David Brooks goes all high school crush over Rep. Paul Ryan’s budget plan.
His proposal will set the standard of seriousness for anybody who wants to play in this discussion. It will become the 2012 Republican platform, no matter who is the nominee. Any candidate hoping to win that nomination will have to be able to talk about government programs with this degree of specificity, so it will improve the G.O.P. primary race.
The Ryan budget doesn’t touch Medicare for anybody over 55, but for younger people it turns it into a defined contribution plan. Instead of assuming open-ended future costs, the government will give you a sum of money (starting at an amount equal to what the government now spends) and a regulated menu of insurance options from which to choose.
The Ryan budget will please governors of both parties by turning Medicaid into a block grant — giving states more flexibility. It tackles agriculture subsidies and other corporate welfare. It consolidates the job-training programs into a single adult scholarship. It reforms housing assistance and food stamps. It dodges Social Security. The Republicans still have no alternative to the Democratic health care reform, but this budget tackles just about every politically risky issue with brio and guts.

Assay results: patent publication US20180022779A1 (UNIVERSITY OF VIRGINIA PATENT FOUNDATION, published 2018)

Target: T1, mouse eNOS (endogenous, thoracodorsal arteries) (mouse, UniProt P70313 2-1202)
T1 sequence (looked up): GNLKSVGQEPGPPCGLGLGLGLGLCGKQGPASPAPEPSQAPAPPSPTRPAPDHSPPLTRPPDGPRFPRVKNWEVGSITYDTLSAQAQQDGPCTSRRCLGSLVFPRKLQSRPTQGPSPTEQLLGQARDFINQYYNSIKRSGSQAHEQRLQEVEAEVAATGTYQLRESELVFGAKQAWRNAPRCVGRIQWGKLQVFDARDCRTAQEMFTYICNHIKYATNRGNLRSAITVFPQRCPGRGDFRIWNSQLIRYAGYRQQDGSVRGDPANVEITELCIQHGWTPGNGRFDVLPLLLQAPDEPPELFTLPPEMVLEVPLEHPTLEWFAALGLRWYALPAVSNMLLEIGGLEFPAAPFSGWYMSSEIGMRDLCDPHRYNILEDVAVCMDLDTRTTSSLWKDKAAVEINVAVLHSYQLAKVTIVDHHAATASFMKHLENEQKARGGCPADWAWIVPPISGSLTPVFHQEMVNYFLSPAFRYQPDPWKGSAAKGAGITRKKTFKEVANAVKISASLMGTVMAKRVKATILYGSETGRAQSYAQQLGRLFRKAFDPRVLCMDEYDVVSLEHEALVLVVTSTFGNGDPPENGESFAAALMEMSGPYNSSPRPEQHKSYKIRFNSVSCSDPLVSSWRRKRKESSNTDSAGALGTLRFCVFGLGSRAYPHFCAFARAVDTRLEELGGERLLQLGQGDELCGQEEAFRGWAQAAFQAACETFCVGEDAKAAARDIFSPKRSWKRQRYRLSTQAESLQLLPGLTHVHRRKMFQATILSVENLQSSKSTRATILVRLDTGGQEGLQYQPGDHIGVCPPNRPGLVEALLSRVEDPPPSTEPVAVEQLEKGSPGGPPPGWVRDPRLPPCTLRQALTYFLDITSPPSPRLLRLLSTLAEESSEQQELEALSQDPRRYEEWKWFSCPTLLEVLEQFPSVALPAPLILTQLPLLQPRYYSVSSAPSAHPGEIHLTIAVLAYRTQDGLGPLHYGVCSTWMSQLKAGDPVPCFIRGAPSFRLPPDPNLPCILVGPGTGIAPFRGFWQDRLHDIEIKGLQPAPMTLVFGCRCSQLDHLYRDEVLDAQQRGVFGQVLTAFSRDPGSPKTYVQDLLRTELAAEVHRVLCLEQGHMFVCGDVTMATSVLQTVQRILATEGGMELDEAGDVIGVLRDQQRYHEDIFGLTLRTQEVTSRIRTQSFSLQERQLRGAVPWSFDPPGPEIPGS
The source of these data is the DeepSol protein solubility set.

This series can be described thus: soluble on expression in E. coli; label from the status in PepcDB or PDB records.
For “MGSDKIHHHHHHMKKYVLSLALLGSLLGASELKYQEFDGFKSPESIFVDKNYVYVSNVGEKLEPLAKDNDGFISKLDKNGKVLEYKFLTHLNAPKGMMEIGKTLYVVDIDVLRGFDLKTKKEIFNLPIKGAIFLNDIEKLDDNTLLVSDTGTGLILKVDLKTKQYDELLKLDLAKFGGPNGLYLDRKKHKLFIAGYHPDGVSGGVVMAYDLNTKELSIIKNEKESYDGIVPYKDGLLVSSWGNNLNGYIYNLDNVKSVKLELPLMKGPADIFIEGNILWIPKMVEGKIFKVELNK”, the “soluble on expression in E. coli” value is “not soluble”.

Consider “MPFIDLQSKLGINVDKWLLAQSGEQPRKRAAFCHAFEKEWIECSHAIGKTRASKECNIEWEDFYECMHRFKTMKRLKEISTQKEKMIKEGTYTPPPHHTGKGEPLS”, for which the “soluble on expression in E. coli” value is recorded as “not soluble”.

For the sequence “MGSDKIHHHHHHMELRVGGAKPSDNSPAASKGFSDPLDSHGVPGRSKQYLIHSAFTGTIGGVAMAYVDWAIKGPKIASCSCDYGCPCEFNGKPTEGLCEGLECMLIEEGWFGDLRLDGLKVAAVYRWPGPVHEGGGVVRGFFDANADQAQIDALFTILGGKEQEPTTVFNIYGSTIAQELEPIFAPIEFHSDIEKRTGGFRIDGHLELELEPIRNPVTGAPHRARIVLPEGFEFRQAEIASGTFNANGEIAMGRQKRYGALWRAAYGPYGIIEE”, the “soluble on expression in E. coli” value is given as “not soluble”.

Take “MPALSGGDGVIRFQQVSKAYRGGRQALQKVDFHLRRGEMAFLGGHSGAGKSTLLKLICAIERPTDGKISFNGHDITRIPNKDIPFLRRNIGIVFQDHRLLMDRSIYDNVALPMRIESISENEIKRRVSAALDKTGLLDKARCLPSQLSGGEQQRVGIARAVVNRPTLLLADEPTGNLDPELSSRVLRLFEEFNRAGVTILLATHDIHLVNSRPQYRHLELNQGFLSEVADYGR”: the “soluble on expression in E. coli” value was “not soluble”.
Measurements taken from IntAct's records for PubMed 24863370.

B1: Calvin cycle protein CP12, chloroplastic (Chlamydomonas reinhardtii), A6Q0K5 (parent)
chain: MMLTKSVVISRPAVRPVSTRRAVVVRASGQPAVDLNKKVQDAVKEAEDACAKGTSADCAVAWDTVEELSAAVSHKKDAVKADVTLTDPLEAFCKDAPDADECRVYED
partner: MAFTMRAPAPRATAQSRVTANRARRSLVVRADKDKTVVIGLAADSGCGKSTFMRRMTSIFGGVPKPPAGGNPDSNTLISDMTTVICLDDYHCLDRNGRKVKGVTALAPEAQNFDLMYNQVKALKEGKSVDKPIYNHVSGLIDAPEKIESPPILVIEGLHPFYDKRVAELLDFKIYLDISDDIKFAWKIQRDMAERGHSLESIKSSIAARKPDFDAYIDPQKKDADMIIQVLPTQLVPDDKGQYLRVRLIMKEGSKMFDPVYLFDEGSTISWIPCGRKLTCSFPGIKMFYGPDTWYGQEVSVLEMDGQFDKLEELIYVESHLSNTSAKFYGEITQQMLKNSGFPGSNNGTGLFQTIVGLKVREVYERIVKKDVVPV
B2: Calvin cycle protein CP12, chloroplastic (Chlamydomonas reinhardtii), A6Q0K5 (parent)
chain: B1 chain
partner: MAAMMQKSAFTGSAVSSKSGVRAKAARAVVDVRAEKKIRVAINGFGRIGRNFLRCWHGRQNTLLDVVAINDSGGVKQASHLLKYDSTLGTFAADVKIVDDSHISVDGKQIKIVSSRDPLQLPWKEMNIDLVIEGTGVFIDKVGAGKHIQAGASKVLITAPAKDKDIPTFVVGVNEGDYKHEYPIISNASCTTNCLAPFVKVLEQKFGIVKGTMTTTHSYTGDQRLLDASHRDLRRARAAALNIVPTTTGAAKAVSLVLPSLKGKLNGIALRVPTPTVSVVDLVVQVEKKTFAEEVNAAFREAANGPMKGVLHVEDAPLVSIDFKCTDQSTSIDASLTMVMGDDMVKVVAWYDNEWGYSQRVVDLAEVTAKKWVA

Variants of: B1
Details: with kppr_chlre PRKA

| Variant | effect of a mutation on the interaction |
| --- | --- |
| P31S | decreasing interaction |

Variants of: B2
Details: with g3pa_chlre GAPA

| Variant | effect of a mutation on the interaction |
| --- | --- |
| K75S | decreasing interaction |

Paul Ryan has grasped reality with both hands. He’s forcing everybody else to do the same.
Geez, guys, get a room.
Mr. Brooks’s cohorts are calling this proposal “courageous,” “serious,” and “gutsy.” How about disastrous, cruel, parsimonious, and ill-mannered, starting with killing off Medicare and going from there?
If the Democrats can’t ride this monstrosity all the way home, then they deserve to lose.